Automotive electronics vs Minnesota winters

Electronic goodies are rated for service over specific ranges of temperature. I recently came across some temperature range tabulations as shown in Figure 1.

Figure 1 Temperature ranges and commonalities.

Nomenclature alone isn’t enough of a guide due to the name commonalities, but there is one aspect of the temperature limits that merits the telling of a tale.

Back around 1986, I was talking with a semiconductor company’s tech rep about plastic packaged semiconductor temperature ranges. I could understand such devices not being rated to high temperatures of 125°C as in military rated devices, but why were they limited at cold to only -40°C instead of -55°C?

The fellow told me that the epoxy material of the “plastic package” was the problem. His anecdote to me was that there was no epoxy that could be used at colder than -40°C. I’ve never seen this documented, but that was the tale.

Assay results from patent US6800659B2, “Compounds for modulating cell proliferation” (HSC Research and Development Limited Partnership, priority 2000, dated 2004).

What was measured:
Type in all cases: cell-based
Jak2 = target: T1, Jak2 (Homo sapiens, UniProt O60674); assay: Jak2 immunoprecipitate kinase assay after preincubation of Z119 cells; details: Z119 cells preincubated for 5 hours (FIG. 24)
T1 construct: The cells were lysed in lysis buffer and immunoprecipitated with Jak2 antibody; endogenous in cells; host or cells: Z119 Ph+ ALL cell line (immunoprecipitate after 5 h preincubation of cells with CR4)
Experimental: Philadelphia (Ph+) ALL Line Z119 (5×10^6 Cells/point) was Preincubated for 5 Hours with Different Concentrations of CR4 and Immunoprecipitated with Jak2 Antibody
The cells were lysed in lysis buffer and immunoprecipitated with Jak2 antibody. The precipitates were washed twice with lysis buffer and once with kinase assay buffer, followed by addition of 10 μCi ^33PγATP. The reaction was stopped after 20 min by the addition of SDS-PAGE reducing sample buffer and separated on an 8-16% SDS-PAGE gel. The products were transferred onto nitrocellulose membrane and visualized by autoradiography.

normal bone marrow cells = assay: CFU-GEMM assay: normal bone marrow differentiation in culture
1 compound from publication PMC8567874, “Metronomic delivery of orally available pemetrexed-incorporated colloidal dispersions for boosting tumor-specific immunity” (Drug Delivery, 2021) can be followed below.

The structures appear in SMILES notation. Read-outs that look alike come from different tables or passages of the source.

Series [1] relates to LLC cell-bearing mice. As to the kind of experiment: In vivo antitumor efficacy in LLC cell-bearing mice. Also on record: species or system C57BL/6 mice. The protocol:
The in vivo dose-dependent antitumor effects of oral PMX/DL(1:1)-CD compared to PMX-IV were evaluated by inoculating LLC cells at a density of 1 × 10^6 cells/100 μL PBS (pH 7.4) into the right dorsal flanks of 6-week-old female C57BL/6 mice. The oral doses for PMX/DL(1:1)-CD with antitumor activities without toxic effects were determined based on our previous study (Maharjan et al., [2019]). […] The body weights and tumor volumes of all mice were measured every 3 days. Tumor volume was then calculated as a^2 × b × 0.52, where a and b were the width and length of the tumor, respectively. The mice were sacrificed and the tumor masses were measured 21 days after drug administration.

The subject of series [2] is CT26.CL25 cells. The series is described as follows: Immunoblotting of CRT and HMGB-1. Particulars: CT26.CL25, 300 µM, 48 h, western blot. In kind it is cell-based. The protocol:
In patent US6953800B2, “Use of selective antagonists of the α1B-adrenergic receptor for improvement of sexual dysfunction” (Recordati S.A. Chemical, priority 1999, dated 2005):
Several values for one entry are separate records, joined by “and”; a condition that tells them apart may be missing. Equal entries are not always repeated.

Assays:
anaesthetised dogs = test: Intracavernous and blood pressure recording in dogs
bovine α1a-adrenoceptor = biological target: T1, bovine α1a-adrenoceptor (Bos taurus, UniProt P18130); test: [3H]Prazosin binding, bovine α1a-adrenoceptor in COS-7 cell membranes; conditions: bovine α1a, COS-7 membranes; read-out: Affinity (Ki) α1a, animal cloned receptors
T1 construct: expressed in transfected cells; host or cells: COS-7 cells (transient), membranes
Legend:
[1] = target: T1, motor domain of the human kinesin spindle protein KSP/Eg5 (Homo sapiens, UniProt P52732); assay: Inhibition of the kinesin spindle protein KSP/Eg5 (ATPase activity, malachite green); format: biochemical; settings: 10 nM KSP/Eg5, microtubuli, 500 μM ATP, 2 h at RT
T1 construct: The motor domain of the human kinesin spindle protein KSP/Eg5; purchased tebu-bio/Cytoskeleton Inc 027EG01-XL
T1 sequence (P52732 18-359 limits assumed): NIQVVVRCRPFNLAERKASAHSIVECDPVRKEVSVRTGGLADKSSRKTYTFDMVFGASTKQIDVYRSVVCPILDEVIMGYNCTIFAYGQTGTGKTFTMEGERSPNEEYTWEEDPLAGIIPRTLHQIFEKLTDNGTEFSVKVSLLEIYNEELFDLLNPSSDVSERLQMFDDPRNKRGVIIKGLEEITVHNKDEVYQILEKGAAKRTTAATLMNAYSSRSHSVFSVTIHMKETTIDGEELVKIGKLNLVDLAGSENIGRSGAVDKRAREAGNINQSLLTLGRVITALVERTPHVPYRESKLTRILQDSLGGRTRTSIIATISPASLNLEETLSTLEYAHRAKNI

Thirty-plus years later, it this still so? Please see the following from Google (Figure 2).

Figure 2 A generalized comment on the weather.

I have heard of some places that have only two yearly seasons—winter and Wednesday. Minnesota might be one of them. In any case though, winter temperatures can dip below that -40°C number which raises a question.

Figure 3 An automotive rated semiconductor.

If I have electronic components like this (Figure 3) incorporated into my automobile and I wake up in the morning to a record low temperature in the northern Midwest United States (or Canada), can I be assured that my automobile will actually function?


John Dunn is an electronics consultant, and a graduate of The Polytechnic Institute of Brooklyn (BSEE) and of New York University (MSEE).

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